Collision of Spiritual and Technological Trends among Millennials:

Online Faith Practices, Fact-Checking Sermons and Digital Donations

Most would agree that today’s Millennials (18-29 year olds) are the most technologically savvy generation to date. We are also discovering that their faith experience and practice is also unique. So what happens when these two worlds collide?

For centuries the church has taught on practices such as prayer, Scripture reading, Sabbath observance, and gathering for Sunday worship. The daily practices of Millennials include social media, finding answers to questions by “Googling it,” scrolling thorough Facebook, Instagram and Twitter during leisure time, and texting conversations and information via smart phones. Are these ancient observances and contemporary practices mutually exclusive or potentially compatible at certain juncture points?

Some interesting ideas are explored by the Barna Group as a result of their latest study – What happens when the technological trends and spiritual characteristics collide? A few of these ideas can be helpful to churches as they consider ways to reach and engage Millennials. The study brought three ideas to the surface: Faith in Real Time, Fact Checking Sermons and Digital Donations.

“Faith in Real Time”

Millennials are digital natives; therefore, church leaders are safe to assume that this fact will overlap into their realm of faith. Here are just a few examples of their online faith practices:

  • Scripture - 70% of practicing Christian Millennials read Scripture on a screen. The use of YouVersion (a free Bible phone app) is an escalating trend and Biblegateway.com is one of the top Christian websites today. One-third of all Millennials read sacred Scripture online or on their phone.
  • Church Websites – 56% of practicing Christian Millennials use an online search to scope out a church – checking it out from a distance, as a prerequisite for committing to show up in person. One-third of all Millennials have searched for a church, temple or synagogue online.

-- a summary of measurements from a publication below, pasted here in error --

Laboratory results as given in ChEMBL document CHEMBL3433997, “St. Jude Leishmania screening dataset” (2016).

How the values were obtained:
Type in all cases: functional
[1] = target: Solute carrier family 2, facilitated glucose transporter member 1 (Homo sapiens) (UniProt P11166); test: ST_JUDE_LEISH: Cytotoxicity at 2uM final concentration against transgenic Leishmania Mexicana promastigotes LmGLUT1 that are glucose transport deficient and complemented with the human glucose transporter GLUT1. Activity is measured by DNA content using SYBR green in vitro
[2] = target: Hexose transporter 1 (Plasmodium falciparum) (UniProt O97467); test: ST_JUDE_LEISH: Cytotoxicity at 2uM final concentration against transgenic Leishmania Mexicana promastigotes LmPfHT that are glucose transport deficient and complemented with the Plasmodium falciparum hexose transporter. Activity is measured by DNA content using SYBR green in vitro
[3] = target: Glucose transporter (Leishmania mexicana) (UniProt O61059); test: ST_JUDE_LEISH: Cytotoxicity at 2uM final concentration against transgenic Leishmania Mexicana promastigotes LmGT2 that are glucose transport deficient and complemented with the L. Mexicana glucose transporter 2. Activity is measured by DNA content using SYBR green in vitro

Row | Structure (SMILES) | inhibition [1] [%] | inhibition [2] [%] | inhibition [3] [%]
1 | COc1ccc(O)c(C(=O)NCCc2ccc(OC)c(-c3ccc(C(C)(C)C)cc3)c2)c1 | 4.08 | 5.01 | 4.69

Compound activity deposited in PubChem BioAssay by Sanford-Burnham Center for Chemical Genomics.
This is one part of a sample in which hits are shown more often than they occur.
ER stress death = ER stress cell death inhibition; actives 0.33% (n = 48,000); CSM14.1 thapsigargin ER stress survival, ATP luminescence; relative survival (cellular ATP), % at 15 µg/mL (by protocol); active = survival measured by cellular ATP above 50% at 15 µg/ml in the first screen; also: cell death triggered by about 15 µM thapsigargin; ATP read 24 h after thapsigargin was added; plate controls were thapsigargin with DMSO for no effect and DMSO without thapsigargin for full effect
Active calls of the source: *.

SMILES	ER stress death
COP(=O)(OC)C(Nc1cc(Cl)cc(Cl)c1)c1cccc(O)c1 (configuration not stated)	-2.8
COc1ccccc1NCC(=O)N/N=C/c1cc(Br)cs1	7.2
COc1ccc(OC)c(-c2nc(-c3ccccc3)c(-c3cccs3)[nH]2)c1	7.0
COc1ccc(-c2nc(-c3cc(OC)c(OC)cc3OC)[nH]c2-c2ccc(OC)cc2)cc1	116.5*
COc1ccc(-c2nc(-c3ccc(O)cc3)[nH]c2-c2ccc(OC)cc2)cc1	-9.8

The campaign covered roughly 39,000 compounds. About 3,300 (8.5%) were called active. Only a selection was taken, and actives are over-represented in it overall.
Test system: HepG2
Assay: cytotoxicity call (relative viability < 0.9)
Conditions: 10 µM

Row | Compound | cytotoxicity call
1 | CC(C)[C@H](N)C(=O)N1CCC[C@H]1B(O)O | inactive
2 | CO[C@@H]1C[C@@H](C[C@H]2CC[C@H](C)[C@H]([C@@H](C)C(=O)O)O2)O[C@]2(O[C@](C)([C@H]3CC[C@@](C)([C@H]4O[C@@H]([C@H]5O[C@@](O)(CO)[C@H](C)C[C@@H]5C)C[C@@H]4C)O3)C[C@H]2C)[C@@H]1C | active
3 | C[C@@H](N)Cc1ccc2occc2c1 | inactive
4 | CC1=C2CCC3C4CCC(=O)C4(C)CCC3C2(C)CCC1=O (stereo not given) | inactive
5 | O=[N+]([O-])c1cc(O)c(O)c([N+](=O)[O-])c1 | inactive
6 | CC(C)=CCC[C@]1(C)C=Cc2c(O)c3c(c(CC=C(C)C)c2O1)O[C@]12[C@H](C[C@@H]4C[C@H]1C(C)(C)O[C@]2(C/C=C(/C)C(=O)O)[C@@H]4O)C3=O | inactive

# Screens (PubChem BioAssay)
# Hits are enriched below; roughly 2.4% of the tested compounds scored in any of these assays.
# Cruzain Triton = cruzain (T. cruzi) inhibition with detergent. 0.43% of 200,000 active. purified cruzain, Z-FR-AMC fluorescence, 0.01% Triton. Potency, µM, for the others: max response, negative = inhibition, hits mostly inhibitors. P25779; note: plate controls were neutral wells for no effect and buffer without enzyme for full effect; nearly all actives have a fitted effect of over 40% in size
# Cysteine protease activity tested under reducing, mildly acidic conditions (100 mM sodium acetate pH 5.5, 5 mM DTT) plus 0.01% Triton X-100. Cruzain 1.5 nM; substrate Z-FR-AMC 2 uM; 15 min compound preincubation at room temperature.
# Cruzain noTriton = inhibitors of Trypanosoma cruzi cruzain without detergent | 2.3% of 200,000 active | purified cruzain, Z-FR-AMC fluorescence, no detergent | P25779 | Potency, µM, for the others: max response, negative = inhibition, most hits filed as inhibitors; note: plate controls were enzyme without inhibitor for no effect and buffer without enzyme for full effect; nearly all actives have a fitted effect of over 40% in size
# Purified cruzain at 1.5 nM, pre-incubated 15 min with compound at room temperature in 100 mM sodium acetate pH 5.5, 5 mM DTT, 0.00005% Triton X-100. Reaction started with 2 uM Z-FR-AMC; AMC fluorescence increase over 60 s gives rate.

• Online Searches for Questions – 59% of practicing Christian Millennials search for spiritual content online. The search bar is as readily used by Millennials when they are curious about a restaurant, as it might be for issues of faith. This creates an interesting opportunity for churches, since 30% of all Millennials (including non-practicing Christians) take to the internet looking for spiritual content.
  • Online Videos – 54% of practicing Christian Millennials and 34% of all Millennials view videos pertaining to faith.

“Fact Checking Sermons”

Millennials view life as interactive. One way they make their faith interactive is by bringing their devices to church and making use of them. They forage in multiple digital places at any given time, including - texting, Twitter, Instagram, Pinterist, Wikipedia, news feeds and blogs. 38% of practicing Christian Millennials say they do not take teaching at face-value and will “fact-check” to verify the content of a faith leader’s talk. 14% of all Millennials indicate they have done the same.

“Digital Donations”

Millennials are generous with their money, but for the most part, the means they use is paperless. The generosity of young adults is significant when looking at giving opportunities such as the Passion 2013 conference, a four-day gathering of 60,000 university students in Atlanta. Attendees donated over $3 million to fund organizations and causes in the freedom fight for the 27 million human slaves around the world. 20% of practicing Christian Millennials indicate they text to donate at least once a month; 10% of all Millennials do likewise. This generation is on the go and digital donations are their preferred means of giving and when presented with a compelling reason, they give generously and often immediately.

Implications of Colliding Trends

Barna concludes their research with the following findings – Millennials desire radical transparency and tend to “exhibit institutional distrust” giving them an “heightened sensitivity for artificiality and false promotion;” they “desire relevant, two-way communication on a wide-range of topics,” and there are numerous opportunities to engage Millennials online with content and in discussion, including those who have left the church.

Note: This article is a summation of the following story: How Technology is Changing Millennial Faith. For more information and graphics, see the reviewed article at https://www.barna.org/barna-update/millennials/640-how-technology-is-changing-millennial-fait